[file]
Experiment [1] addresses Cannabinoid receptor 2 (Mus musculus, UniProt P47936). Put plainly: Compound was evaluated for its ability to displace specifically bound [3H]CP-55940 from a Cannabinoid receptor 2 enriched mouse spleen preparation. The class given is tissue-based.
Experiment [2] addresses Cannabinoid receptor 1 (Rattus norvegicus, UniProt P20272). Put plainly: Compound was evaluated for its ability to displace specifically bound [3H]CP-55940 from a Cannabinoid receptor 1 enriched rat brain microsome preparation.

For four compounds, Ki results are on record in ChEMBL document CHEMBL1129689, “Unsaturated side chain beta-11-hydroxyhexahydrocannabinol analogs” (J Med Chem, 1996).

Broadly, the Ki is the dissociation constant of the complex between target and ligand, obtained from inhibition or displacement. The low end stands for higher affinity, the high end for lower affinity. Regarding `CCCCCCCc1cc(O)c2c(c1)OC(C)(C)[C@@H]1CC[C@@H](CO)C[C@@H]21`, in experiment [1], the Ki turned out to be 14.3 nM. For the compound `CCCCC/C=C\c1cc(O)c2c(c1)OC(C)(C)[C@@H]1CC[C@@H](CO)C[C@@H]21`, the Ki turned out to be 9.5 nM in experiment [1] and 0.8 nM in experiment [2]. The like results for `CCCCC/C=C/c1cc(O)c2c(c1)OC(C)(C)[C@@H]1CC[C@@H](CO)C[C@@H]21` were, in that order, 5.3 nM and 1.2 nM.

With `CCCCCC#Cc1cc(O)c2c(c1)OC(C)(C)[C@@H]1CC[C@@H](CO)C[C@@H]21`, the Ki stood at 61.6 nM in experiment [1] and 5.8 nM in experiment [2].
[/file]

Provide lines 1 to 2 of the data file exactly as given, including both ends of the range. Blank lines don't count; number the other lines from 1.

Experiment [1] addresses Cannabinoid receptor 2 (Mus musculus, UniProt P47936). Put plainly: Compound was evaluated for its ability to displace specifically bound [3H]CP-55940 from a Cannabinoid receptor 2 enriched mouse spleen preparation. The class given is tissue-based.
Experiment [2] addresses Cannabinoid receptor 1 (Rattus norvegicus, UniProt P20272). Put plainly: Compound was evaluated for its ability to displace specifically bound [3H]CP-55940 from a Cannabinoid receptor 1 enriched rat brain microsome preparation.